could not compass his own death, if he willed to die, and yet in dreds of passages show; above all in the works of Seneca,
all the miseries of our earthly life, this is the best of his gifts to who expresses the strongest approval of it. As is well known,
man.1 Nay, in Massilia and on the isle of Ceos, the man who the Hindoos look upon suicide as a religious act, especially
could give valid reasons for relinquishing his life, was handed when it takes the form of self-immolation by widows; but
the cup of hemlock by the magistrate; and that, too, in pub- also when it consists in casting oneself under the wheels of
lic.2 And in ancient times, how many heroes and wise men the chariot of the god at Juggernaut, or being eaten by croco-
died a voluntary death. Aristotle,3 it is true, declared suicide diles in the Ganges, or being drowned in the holy tanks in
to be an offence against the State, although not against the the temples, and so on. The same thing occurs on the stage
person; but in Stobaeus exposition of the Peripatetic phi- that mirror of life. For example, in LOrphelin de la Chine5 a
losophy there is the following remark: The good man should celebrated Chinese play, almost all the noble characters end
flee life when his misfortunes become too great; the bad man, by suicide; without the slightest hint anywhere, or any im-
also, when he is too prosperous. And similarly: So he will marry pression being produced on the spectator, that they are com-
and beget children and take part in the affairs of the State, and, mitting a crime. And in our own theatre it is much the same
generally, practice virtue and continue to live; and then, again, Palmira, for instance, in Mahomet, or Mortimer in Maria
if need be, and at any time necessity compels him, he will depart Stuart, Othello, Countess Terzky.6 Is Hamlets monologue the
to his place of refuge in the tomb.4 And we find that the Stoics meditation of a criminal? He merely declares that if we had
1 Loc. cit. Lib. ii. c. 7.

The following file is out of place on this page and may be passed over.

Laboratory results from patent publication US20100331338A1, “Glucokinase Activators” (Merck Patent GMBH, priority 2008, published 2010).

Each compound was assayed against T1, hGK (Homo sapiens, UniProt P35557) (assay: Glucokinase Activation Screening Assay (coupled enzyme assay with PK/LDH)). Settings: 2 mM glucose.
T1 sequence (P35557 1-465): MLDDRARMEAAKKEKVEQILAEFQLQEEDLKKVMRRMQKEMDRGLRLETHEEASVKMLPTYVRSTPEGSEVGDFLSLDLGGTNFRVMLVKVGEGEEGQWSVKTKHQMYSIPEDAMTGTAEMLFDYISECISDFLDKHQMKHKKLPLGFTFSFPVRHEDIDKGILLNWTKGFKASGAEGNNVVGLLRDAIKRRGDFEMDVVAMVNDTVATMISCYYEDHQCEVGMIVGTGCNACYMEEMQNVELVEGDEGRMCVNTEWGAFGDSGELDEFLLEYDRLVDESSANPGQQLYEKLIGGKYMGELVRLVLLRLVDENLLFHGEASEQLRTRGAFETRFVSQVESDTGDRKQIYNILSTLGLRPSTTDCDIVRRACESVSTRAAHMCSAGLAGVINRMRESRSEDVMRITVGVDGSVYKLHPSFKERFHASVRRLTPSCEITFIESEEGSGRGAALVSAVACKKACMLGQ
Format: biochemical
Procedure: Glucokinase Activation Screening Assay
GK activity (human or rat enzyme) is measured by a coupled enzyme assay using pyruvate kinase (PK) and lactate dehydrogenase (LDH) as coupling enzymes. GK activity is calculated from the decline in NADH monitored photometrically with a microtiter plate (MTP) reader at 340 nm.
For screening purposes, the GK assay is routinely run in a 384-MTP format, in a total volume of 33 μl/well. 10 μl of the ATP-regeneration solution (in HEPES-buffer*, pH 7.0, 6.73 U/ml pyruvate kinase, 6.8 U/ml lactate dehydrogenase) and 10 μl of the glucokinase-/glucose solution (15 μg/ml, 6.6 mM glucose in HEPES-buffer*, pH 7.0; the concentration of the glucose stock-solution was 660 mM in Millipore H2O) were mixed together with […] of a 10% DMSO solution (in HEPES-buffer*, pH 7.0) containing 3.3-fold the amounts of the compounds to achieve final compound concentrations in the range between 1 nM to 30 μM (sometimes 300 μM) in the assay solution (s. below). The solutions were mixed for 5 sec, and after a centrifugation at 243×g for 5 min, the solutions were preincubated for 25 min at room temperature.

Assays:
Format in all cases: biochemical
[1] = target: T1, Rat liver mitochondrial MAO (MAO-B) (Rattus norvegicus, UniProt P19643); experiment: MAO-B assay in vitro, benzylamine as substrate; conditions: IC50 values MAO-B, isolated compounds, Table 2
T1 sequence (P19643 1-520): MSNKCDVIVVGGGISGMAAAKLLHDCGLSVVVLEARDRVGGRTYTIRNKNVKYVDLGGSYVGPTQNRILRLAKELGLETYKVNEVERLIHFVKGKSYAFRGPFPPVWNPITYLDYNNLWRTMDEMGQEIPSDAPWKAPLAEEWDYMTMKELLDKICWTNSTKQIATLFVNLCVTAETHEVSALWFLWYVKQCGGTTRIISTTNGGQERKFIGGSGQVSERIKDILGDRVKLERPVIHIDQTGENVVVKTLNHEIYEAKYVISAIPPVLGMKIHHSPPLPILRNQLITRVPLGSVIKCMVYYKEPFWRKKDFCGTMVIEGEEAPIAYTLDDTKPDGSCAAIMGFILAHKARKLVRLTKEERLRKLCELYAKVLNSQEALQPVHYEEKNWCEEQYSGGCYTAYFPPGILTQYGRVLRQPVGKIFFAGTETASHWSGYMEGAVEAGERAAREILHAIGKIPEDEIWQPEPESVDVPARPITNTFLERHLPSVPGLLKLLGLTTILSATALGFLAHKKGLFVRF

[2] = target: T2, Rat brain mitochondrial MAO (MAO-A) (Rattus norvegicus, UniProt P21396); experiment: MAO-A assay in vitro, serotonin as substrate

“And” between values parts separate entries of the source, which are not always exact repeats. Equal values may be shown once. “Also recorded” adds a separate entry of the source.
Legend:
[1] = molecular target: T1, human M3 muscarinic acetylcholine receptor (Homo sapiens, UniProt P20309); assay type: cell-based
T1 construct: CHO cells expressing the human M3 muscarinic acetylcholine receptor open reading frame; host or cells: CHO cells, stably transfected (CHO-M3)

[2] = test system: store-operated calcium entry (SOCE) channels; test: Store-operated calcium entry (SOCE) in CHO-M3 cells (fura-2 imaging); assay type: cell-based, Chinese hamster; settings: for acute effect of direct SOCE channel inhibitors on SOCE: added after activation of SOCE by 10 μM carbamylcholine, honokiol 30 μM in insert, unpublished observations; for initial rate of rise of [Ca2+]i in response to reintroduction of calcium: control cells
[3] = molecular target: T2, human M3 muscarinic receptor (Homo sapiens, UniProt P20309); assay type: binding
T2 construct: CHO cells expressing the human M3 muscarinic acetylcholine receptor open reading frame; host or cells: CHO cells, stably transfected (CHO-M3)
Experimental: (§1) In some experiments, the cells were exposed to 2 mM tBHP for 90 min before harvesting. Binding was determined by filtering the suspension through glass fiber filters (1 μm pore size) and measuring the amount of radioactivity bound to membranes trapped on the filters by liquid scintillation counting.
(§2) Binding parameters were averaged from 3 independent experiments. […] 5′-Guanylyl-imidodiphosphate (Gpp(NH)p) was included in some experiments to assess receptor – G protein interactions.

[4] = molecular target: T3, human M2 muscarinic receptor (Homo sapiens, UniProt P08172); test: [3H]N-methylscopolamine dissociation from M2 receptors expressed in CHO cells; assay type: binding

2 3 Valerius Maximus; hist. Lib. ii., c. 6, sec. 7 et 8. Heraclides 5Traduit par St. Julien, 1834.
Ponticus; fragmenta de rebus publicis, ix. Aeliani variae 6 Translators Note.Palmira: a female slave in Goethes play
historiae, iii., 37. Strabo; Lib. x., c. 5, 6. of Mahomet. Mortimer: a would-be lover and rescuer of Mary
3 Eth. Nichom., v. 15. in Schillers Maria Stuart. Countess Terzky: a leading char-
4 Stobaeus. Ecl. Eth.. ii., c. 7, pp. 286, 312. acter in Schillers Wallensteins Tod.
24
Arthur Schopenhauer
any certainty of being annihilated by it, death would be infi- what a good conscience the Church has in such matters.
nitely preferable to the world as it is. But there lies the rub! In my chief work I have explained the only valid reason
The reasons advanced against suicide by the clergy of mono- existing against suicide on the score of mortality. It is this:
theistic, that is to say, Jewish religions, and by those philoso- that suicide thwarts the attainment of the highest moral aim
phers who adapt themselves thereto, are weak sophisms which by the fact that, for a real release from this world of misery, it
can easily be refuted.1 The most thorough-going refutation substitutes one that is merely apparent. But from a mistake
of them is given by Hume in his Essay on Suicide. This did to a crime is a far cry; and it is as a crime that the clergy of
not appeal until after his death, when it was immediately Christendom wish us to regard suicide.
suppressed, owing to the scandalous bigotry and outrageous The inmost kernel of Christianity is the truth that suffer-
ecclesiastical tyranny that prevailed in England; and hence ingthe Crossis the real end and object of life. Hence
only a very few copies of it were sold under cover of secrecy Christianity condemns suicide as thwarting this end; whilst
and at a high price. This and another treatise by that great the ancient world, taking a lower point of view, held it in
man have come to us from Basle, and we may be thankful approval, nay, in honor.3 But if that is to be accounted a
for the reprint.2 It is a great disgrace to the English nation 3 Translators Note.Schopenhauer refers to Die Welt als Wille
that a purely philosophical treatise, which, proceeding from und Vorstellung, vol. i., sec. 69, where the reader may find the
one of the first thinkers and writers in England, aimed at same argument stated at somewhat greater length. According
refuting the current arguments against suicide by the light to Schopenhauer, moral freedomthe highest ethical aimis
to be obtained only by a denial of the will to live. Far from
of cold reason, should be forced to sneak about in that coun-
being a denial, suicide is an emphatic assertion of this will. For
try, as though it were some rascally production, until at last it is in fleeing from the pleasures, not from the sufferings of life,
it found refuge on the Continent. At the same time it shows that this denial consists. When a man destroys his existence as
an individual, he is not by any means destroying his will to live.
1 See my treatise on the Foundation of Morals, sec. 5. On the contrary, he would like to live if he could do so with
2 Essays on Suicide and the Immortality of the Soul, by the late satisfaction to himself; if he could assert his will against the
David Hume, Basle, 1799, sold by James Decker. power of circumstance; but circumstance is too strong for him.
25
Studies in Pessimism